The River Rom is a semi-wild river flowing across East London. Sometimes free to meander, sometimes channelled and buried in recessed concrete, this is a small river of extreme contrasts.
The Rom rises as the Bourne Brook in Essex, just north of the M25. As it nears Romford it takes the name Rom, and in later stages it is known as the Beam River. The river reaches the Thames via a Dagenham no-go zone, its final flow hidden from public gaze amid industry and redevelopment.
We explored the river from Romford, dropping down to inspect the river via a backstreet footbridge. The River Rom emerges from a dark tunnel below the Romford rail lines, flowing into a graffitied concrete channel.
In the early 20th century, a recreation ground and allotments bordered the riverbanks here, providing exercise and fresh food. Now the river has been buried and hidden, a forgotten place for those who need to escape. Needles dot the riverwall; we hauled ourselves from the channel with care.
Concrete has hidden the River Rom, but occasionally it escapes these artificial constraints, filling its allocated space and overflowing into Romford.
The release of the Rom
The river is released when it reaches Grenfell Park, still flowing straight, as if unaware it’s been let off the leash. Many of the Rom’s natural kinks and curves were ironed out in the 19th century, but it soon shakes these bonds off and begins to twist and curl, snaking onto The Chase as a natural river.
The River Rom becomes the Beam River
The river, now called the Beam, is a saviour of The Chase and surrounding lowlands, rendering them too damp and flood-prone for building on. Black poplar can be found growing along the riverside, gnarled and rare survivors of a once common tree. The district of Poplar in East London took its name from these willows, which once lined the Thames shoreline. Now, perhaps only 600 mature trees remain across the UK.
The Chase is a myriad tangle of paths, and when we visited, water. We got wet and we didn’t mind, it’s a beautiful location.
A railway footbridge leads to Beam Valley Country Park where the path continues, clearly marked. The going is easier here, passing over Rainham Road South and into Beam Parklands.
The Romford Canal
The river is shadowed by the remains of the overgrown Romford Canal, a curious, much delayed venture which only began construction in 1875, before failing two years later. The canal was first proposed in 1809, in order to move goods between Romford and the Thames. By the time construction got underway, Romford already had a railway station and goods yards, and had no need of slower, waterborne transport.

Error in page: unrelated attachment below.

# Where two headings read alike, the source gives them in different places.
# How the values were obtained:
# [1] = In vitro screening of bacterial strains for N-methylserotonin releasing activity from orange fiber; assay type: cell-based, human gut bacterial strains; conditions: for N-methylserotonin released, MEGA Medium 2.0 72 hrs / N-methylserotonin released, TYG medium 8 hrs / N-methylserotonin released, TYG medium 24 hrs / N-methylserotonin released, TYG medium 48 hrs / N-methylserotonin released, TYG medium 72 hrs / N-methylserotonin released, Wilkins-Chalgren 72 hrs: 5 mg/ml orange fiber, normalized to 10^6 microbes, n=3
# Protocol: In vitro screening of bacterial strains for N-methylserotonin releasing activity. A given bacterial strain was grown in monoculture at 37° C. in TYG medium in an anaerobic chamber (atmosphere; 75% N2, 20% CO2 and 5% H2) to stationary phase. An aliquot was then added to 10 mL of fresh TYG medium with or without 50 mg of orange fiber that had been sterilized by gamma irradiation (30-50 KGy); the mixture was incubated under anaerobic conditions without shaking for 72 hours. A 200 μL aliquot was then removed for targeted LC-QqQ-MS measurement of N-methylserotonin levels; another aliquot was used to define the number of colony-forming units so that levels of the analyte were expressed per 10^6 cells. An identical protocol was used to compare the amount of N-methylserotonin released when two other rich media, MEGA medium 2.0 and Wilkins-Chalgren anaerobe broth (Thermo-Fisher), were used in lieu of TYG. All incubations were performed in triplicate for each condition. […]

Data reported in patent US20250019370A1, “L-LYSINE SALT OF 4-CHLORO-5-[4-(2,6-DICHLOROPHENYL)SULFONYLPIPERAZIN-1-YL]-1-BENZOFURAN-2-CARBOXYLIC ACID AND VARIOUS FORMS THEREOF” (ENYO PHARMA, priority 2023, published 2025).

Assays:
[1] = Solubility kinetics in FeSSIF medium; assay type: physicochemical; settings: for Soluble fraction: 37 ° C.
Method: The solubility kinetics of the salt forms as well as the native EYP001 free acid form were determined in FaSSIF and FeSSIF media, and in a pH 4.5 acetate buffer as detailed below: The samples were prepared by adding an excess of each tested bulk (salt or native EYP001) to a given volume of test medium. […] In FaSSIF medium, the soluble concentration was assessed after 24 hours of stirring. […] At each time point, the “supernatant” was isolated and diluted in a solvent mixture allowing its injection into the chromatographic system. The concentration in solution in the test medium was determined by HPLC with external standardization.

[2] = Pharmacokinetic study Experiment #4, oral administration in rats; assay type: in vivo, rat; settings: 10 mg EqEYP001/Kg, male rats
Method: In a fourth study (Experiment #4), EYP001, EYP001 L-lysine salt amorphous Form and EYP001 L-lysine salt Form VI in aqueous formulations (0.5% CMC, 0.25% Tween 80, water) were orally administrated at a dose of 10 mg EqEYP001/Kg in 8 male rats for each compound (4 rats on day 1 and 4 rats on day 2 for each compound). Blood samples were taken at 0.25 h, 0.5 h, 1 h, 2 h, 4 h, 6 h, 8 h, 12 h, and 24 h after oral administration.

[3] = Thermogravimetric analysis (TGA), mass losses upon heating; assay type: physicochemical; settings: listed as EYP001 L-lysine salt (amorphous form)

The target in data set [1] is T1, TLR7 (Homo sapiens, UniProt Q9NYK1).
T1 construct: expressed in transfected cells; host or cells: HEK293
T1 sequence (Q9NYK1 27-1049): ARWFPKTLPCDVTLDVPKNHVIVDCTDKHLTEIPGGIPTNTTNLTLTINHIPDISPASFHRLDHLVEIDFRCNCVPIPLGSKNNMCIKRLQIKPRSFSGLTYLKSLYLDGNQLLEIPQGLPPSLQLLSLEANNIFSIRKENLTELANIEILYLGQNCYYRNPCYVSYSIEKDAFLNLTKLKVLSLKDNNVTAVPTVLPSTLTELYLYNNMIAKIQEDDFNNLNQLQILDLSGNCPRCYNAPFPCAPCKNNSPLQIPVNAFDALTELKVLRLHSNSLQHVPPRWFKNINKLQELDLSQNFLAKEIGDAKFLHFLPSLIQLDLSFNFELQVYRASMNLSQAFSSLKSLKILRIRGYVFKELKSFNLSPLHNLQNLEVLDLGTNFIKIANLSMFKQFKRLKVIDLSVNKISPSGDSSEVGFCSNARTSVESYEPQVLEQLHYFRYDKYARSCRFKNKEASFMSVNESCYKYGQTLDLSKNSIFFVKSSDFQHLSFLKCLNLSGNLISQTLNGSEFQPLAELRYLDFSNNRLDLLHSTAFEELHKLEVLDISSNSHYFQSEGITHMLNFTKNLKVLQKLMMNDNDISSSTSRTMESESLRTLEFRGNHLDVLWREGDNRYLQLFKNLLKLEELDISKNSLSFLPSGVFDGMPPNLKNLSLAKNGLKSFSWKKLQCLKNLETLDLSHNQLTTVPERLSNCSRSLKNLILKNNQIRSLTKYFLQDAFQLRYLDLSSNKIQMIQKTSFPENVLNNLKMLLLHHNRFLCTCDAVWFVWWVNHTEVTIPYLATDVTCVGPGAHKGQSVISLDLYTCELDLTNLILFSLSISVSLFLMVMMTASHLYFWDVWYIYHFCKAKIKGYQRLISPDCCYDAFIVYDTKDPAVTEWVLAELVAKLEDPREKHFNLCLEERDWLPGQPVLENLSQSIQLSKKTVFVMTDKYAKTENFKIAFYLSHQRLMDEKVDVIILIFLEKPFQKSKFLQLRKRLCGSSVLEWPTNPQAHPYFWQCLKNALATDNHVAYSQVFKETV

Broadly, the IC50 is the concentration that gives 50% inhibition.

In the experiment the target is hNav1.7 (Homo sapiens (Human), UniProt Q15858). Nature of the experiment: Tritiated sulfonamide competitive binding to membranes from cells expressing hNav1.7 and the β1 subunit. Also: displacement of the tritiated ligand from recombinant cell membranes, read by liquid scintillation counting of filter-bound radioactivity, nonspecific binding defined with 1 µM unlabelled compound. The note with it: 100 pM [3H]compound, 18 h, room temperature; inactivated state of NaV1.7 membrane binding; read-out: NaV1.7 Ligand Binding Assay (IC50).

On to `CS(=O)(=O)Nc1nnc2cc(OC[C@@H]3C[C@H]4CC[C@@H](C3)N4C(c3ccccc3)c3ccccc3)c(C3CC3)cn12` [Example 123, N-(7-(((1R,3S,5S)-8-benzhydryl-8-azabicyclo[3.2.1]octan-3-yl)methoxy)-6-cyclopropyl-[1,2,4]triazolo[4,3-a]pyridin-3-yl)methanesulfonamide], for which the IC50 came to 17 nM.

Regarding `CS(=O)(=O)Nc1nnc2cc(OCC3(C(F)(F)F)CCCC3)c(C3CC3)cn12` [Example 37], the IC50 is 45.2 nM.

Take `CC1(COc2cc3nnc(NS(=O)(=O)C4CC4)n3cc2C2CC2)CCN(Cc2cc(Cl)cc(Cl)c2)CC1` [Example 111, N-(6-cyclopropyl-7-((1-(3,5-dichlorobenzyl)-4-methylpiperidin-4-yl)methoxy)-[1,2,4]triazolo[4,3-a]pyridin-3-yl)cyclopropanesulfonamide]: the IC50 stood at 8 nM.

The Romford Canal briefly played its part in the defence of London during WWII, as a moated barrier to invading forces. The canal was defended by pillboxes, which can still be seen today.
At the end of the Parklands the river flows through a flood-prevention sluice, a guillotine ready to drop. If the Beam is seriously rain-swollen and likely to flood, the sluice gate slides down and dams the river. The trapped river backs up and floods the low-lying Beam Parklands, protecting the downstream industry and surrounding residential housing.
The river now passes under the A1306 and into the former Ford Dagenham works. Once this was marshland, now it’s a £1 billion regeneration zone. Plastic flowers and strips of AstroTurf promise new homes & green space.
There is currently no public access from this point on. The river is channelled towards the Thames, 1.7km away, which it enters via a tidal sluice. Flap valves allow the Beam to safely discharge into the Thames, while preventing the Thames from flowing up the Beam during high tides and potentially causing flooding.
Unfortunately, such sluices also prevent fish, such as the critically endangered European eel, moving upstream as part of their natural lifecycle. The Environment Agency is working on ways to help fish move through sluices, without increasing flood risk.
Unable to follow the river to its end, we walked the pavements to nearby Rainham. After crossing the railway, a well-marked path leads across the marshes, under the A13 and out to the Thames.
A sunken flotilla of bulky concrete barges lies abandoned on the estuary foreshore. Retrieved from the D-Day landings, this became their final resting place, marooned forever in Thames mud.
Skylarks sing high overhead here. Fragmented plastic mingles with the driftwood, but this is still a good place.
My thanks to Kirsten Downer for joining me on this walk. Exploration of urban rivers can be dangerous and is done at your own risk. For more on the lost Romford Canal see London Canals and London’s Lost Rivers.
The 1805 map is based on data provided through www.VisionofBritain.org.uk and uses historical material which is copyright of the Great Britain Historical GIS Project and the University of Portsmouth”.